To make sure that you don’t miss any, take a look at previous account statements. If you are a new business or you add a new expense, be sure to add it to the budget as soon as possible. Once you have these tallied up, you’ll subtract them from your revenue total.
Calculate Your Variable Expenses
Along with fixed costs, you’ll also likely experience variable expenses, aka expenses that change. These expenses can be anything from raw materials, inventory, production costs, credit card fees, office supplies, utilities, marketing costs, hiring a freelancer, etc. While these numbers do change, a clear budget can help you break down what you expect to spend on these costs.
These variable expenses can be increased or decreased depending on how your business is performing. During months when there’s a lull in business, you can trim down on these expenses. During profitable months, you can increase spending for long-term benefits.
Set Up An Emergency Fund
One-time costs are inevitable. Whether it’s a new computer or broken equipment, you’ll run into these inconvenient costs. Prevent fear of these expenses by having some padding in your budget. If you’re unsure how to do this, consider taking the extra money you don’t use on variable expenses one month and putting it into a savings account. Doing this will help you have peace of mind and help you avoid small business loans.
Outline Profit And Loss
This is the step that stresses business owners out the most. After calculating all expenses and savings and subtracting them from your income, it’s time to calculate your profit or loss. If the number is positive, congrats, you made a profit! If the number is negative, don’t fret. Small businesses aren’t always profitable every month. It’s normal to notice deficits in the first few months of starting.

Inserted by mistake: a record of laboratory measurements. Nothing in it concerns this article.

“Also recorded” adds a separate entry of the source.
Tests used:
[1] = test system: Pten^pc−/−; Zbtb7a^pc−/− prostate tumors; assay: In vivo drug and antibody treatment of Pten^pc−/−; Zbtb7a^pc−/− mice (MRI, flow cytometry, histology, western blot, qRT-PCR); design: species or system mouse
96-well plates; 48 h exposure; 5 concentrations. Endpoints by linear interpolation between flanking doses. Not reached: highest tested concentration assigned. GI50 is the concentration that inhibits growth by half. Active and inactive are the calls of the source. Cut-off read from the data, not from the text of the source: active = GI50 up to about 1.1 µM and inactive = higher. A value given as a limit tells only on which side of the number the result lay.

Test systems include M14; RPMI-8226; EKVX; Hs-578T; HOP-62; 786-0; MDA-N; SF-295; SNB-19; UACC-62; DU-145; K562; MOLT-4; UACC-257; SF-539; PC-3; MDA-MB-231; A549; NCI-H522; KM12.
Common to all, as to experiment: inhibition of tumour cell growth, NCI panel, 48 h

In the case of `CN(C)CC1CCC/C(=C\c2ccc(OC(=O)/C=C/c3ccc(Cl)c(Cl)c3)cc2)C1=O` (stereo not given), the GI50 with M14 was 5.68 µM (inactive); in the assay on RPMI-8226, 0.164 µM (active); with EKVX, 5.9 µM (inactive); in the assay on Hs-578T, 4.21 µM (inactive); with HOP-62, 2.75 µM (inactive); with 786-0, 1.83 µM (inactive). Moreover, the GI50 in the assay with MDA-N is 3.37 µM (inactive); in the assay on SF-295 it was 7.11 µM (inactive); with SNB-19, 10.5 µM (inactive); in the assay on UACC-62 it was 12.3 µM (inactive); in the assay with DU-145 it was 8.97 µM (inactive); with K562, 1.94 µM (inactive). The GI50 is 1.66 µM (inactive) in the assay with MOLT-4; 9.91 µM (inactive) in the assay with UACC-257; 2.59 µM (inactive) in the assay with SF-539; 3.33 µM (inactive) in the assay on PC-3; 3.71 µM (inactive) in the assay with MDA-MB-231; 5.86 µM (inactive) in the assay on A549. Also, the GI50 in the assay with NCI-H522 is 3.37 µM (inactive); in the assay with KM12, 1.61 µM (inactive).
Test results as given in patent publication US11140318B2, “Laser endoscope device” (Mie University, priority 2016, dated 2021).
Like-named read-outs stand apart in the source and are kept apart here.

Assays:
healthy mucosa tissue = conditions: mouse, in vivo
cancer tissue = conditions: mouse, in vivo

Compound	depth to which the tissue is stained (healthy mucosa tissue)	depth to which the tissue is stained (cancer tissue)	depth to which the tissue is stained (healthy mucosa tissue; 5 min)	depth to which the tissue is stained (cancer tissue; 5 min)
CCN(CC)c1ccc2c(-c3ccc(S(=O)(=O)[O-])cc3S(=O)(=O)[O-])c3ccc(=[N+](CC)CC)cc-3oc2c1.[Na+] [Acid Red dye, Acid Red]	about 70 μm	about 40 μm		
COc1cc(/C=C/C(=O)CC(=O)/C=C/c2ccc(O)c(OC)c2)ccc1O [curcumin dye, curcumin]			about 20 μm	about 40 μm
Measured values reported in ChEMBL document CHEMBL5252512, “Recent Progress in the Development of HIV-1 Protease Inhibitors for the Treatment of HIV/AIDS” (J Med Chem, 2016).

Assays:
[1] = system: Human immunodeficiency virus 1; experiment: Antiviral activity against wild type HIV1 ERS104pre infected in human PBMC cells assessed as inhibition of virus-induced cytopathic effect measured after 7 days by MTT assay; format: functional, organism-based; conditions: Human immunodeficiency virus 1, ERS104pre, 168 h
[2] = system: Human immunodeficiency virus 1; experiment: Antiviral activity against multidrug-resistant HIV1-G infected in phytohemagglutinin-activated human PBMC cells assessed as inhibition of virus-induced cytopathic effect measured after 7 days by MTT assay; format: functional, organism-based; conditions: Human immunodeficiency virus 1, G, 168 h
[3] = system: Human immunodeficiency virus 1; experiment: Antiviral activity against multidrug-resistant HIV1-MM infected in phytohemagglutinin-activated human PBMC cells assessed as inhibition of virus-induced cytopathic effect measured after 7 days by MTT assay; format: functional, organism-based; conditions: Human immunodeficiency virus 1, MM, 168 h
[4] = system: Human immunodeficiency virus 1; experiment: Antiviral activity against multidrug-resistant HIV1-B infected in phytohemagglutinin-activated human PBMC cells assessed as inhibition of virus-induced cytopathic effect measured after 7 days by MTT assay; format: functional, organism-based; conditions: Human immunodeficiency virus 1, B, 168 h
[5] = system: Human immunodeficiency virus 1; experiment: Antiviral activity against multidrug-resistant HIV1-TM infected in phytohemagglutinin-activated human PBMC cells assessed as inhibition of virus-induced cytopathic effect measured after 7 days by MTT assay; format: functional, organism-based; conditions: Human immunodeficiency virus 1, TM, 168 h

If you are an established business and find yourself in the negative, check your expenses and see if there are places you can cut costs. Can you find a cheaper insurance company? Can you skip out on a variable expense for a few months? These changes may seem small, but they can add up quickly.
Do A Monthly Analysis
To maximize your budget’s potential, it’s crucial to maintain it regularly. If possible–at a minimum–check in on your budget at least once a month. This will help you gauge whether or not you are making a profit or experiencing loss. From there, you can adjust as needed!
As a small business owner, you wear many different hats–one of those being accounting. While very few business owners enjoy putting together budgets and tracking finances, knowing how to set a budget up will help you succeed in the long run. Follow these steps, and we promise it’ll be easier than you think.
Here at Cloud Friday, we help our small business clients get their finances organized and get them the education they need to grow. We focus on establishing a solid foundation and exploring the opportunities to scale. If this is something you’re interested in, feel free to contact us here.